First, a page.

Any form of two-factor authentication (2FA) is better than just username/password. However, sending one-time passcodes (OTP) over text message (SMS) is a notoriously weak form of 2FA. All the way back in 2016 Forbes was publishing horror stories about people getting their Bitcoin stolen due to vulnerabilities with SMS 2FA.
Even though there are more secure alternatives–like U2F Security Keys and OTP mobile apps (like Google Authenticator)–many sites still only support SMS 2FA. And many more default to SMS 2FA. Using it is better than nothing. And in this blog, I’ll show you how to do so securely.
When prompted to enroll a phone number, most people use their mobile phone number. Makes sense, right? Your mobile device receives text messages (check), and is in your pocket 99.99% of the time (check). But the problem is… you don’t control your mobile phone number–your telco does (Verizon, TMobile, AT&T, etc.).
With only a few relatively easy-to-obtain pieces of personal information, like social security number and phone number, a hacker can trick an operator into porting your number to their device. Once you lose control over your phone number, you are essentially locked out of your accounts!
how can you take advantage of, and control over, the additional account security SMS OTP offers?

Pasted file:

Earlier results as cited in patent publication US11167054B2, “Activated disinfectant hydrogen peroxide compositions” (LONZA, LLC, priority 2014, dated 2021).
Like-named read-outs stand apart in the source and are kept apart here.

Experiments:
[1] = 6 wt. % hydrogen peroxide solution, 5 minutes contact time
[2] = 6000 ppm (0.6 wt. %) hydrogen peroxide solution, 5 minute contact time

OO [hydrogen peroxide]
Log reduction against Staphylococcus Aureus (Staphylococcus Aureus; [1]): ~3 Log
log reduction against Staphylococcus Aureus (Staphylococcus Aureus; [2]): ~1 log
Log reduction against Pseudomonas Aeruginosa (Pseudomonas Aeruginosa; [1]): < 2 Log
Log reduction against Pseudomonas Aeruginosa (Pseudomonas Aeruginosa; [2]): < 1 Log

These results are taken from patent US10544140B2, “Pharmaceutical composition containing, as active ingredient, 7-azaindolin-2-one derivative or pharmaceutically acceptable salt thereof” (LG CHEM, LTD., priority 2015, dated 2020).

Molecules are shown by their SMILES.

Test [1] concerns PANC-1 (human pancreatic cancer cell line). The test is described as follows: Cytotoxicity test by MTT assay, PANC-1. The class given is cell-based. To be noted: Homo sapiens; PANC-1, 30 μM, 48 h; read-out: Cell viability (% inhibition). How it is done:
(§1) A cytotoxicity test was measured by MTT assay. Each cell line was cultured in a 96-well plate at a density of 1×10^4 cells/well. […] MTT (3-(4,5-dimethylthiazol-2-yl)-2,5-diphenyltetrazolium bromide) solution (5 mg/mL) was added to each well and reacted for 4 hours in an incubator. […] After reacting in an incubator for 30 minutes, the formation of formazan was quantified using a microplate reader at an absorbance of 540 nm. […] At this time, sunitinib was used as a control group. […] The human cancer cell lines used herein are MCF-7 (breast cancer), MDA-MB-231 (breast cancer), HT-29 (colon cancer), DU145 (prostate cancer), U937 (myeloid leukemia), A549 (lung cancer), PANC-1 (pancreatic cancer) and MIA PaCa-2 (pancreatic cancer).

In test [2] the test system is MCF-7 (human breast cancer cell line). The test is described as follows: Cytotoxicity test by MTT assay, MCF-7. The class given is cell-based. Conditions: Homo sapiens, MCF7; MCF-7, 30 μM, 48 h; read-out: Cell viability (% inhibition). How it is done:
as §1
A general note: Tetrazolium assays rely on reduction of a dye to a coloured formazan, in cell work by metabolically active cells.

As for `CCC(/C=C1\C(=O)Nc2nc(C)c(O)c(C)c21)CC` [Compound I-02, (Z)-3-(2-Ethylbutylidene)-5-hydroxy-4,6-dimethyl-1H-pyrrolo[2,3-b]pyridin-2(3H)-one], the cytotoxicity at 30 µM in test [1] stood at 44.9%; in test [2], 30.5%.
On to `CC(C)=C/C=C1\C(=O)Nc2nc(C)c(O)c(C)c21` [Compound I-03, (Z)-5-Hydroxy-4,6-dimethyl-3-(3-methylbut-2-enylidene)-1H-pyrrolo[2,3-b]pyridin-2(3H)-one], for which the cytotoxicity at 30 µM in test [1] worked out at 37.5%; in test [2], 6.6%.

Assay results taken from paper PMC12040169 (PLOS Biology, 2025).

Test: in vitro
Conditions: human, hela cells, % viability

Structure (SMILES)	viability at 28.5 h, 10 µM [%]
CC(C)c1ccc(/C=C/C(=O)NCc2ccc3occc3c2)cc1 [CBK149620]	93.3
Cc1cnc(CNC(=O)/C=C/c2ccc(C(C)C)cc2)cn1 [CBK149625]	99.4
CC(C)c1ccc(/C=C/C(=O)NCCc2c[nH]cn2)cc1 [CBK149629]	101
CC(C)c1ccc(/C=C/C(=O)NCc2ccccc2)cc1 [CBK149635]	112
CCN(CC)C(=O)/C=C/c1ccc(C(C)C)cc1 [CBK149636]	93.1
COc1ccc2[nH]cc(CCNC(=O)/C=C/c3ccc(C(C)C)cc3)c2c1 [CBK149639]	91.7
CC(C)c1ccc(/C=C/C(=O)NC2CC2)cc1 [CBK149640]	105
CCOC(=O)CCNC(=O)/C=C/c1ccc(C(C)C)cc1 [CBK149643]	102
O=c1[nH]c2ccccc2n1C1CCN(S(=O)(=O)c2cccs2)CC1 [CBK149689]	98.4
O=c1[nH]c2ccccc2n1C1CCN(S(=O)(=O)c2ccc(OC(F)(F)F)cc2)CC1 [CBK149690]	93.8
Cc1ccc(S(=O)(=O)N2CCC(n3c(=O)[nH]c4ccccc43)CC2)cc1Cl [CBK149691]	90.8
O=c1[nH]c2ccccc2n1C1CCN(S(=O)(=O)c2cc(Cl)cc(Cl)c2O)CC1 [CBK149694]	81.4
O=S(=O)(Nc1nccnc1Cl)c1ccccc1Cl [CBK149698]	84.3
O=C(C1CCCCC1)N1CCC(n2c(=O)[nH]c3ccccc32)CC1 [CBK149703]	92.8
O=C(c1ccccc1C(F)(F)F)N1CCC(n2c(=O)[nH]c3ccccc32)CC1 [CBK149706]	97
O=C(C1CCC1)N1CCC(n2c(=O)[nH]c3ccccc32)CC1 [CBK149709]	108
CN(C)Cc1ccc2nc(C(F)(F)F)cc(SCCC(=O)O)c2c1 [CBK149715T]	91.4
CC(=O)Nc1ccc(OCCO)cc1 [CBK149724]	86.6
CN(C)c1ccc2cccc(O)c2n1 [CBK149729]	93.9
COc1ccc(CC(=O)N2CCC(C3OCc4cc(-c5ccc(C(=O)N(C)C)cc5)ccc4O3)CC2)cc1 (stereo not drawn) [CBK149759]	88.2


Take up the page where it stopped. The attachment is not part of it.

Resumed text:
Most people have a Google account. If you don’t already, sign up for one! Next, sign up for a Google Voice phone number. Your Google Voice account can be used to make and receive phone calls and send and receive text messages! And fortunately, Google supports strong security. Once you have a Google Voice number, follow these steps:
Step 1: Purchase at least one U2F key on Amazon, like a Yubikey.
Step 2: Download an OTP app to your smartphone, like Google Authenticator.
Step 3: With your U2F key(s) in hand and an OTP app on your phone, configure your Google 2FA account settings:
Step 4: Download the Google Hangouts app to your smartphone and your computer.
Step 5: Go back to all your high value accounts and replace your mobile phone number with your Google Voice number.
Now, anytime OTPs are sent to you via SMS, the message will be sent to your Google Voice number, not your mobile phone number. If you followed Step 4 above, you will still have access to the OTPs on your mobile device and computer via the hangouts app. Net-net, no convenience lost.
Your Google Voice number can not be tampered with without access to your Google account, which is now secured with multiple forms of strong authentication (none of which include a mobile phone number). Now you control the number where important security text messages are sent–not some anonymous network support representative, based who-knows-where! This simple update is quick and affordable to setup, offers similar usability and convenience, and most importantly, gives you more control over your account security. Mission accomplished!
If your organization wants to offer people strong and secure 2FA, take a look at the free open source Gluu Server. With a Gluu Server, your organization can enforce strong authentication for many web & mobile apps in one place. Gluu supports open web standards like OpenID Connect for single sign-on (SSO), and a variety of strong authentication mechanisms including U2F Keys, OTP apps, and our own free and secure mobile push app, Super Gluu.